The Demonologist by Andrew Pyper

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David Ullman's life is collapsing around him, his wife is openly having an affair and his daughter Tess is both growing older and further away. When a strange, skeletal woman comes to see him after giving his lecture in Christian mythology he is intrigued by her request for a consultation. Her employer wishes him to view something in Venice and report back but with such vague details he turns down her request. When he returns home, his wife is waiting for him and hits him with the news that she's moving out, suddenly making a working trip with his daughter seem like the perfect escape from real life.

The skeletal women had referred to David as 'Demonologist' so he was expecting something with religious conotations but he could never expect the pure evil he finds strapped to a chair in a small attic in Venice. As he films the possessed man he realises that this is unlike anything he's ever seen before. Terror kicks in as it dawns on him that the man is not alone in his body, a demon has hold of him and now that David has evidence to prove it's existence, it wants something from him too and it will threaten anything he loves to get it.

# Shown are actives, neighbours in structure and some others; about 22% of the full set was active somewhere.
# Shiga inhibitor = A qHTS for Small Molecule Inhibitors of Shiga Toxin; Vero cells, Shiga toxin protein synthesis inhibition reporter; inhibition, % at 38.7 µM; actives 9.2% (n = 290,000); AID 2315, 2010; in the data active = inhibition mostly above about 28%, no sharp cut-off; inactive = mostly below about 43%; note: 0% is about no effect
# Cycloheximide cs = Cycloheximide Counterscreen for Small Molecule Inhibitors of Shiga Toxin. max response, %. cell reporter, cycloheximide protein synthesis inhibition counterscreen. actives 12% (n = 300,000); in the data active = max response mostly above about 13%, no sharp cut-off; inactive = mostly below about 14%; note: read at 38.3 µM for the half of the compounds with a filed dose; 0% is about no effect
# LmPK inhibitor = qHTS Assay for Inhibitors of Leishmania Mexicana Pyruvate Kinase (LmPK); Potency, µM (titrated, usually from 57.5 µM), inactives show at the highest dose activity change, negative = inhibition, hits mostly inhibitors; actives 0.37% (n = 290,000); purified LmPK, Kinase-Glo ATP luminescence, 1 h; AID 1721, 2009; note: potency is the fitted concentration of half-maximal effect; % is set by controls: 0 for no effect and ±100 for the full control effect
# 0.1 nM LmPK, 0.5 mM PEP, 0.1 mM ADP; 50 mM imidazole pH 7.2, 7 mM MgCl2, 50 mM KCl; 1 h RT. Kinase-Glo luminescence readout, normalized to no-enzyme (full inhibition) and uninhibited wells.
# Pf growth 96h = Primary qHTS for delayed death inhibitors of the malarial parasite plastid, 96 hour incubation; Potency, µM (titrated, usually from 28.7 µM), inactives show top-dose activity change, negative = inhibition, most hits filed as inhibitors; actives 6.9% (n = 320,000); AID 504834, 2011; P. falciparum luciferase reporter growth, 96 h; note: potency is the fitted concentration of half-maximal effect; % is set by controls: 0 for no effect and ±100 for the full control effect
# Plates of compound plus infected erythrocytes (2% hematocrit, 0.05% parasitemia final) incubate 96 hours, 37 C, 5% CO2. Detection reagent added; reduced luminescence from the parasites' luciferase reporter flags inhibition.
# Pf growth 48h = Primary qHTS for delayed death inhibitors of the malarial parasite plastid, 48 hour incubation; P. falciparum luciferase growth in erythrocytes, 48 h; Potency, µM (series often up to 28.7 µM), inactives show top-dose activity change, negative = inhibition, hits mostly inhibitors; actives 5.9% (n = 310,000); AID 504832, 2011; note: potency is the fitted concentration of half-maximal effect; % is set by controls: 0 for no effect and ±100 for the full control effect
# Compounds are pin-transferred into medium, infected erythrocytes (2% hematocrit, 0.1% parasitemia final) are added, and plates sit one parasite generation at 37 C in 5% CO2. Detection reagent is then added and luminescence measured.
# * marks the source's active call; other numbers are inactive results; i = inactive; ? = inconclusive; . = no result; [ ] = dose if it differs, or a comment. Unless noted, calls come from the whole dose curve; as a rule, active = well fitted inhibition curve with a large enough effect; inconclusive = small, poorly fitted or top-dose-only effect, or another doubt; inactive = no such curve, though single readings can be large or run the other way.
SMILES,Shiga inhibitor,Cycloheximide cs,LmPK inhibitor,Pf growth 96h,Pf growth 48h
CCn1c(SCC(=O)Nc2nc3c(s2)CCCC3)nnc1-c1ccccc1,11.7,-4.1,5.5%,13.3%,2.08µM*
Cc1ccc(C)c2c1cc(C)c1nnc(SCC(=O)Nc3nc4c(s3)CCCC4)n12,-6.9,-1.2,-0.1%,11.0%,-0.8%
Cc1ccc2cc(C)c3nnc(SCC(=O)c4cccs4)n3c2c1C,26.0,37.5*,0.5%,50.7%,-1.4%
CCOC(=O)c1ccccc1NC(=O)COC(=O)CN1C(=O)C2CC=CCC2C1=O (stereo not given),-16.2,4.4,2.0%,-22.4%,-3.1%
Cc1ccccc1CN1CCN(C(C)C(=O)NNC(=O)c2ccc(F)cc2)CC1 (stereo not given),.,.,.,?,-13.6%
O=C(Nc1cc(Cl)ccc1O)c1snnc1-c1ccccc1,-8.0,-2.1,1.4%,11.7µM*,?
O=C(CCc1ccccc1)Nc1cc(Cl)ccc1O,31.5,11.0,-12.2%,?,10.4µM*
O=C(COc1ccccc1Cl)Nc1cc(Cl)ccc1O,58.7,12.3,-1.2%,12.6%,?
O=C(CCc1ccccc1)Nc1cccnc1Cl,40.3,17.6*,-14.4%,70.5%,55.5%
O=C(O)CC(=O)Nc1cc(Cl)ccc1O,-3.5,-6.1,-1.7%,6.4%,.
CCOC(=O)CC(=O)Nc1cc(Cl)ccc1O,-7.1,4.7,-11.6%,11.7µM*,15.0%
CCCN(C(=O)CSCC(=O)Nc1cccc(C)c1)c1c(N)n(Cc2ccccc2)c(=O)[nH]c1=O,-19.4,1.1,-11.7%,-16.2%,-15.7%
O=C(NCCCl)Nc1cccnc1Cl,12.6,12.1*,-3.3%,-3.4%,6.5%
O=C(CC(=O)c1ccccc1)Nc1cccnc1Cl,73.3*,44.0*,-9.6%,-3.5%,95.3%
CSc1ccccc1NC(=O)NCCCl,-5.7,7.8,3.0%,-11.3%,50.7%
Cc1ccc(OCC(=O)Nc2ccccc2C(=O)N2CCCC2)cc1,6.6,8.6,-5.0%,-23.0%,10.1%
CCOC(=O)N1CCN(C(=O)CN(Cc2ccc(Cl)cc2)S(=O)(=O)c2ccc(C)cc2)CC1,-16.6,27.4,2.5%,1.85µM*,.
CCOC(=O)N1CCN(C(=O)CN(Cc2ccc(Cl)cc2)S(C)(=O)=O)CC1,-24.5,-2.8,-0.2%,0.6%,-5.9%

Religion can be a fabulously eerie basis for a novel and The Demonologist is no exception. The main character's specialism in Milton's Paradise Lost adds to the tone with quotes scattered throughout the storyline. There are a few scenes where the main characters logic fails and he repeatedly runs into the demon he's trying to avoid by checking on strange sounds and picking up a hitchhiker and the plot does jump around a little bit but the language used and style of writing is fluid and deep, bringing a literary feel to the novel. If you approach this story with a pinch of salt, it's an enjoyably creepy ride.









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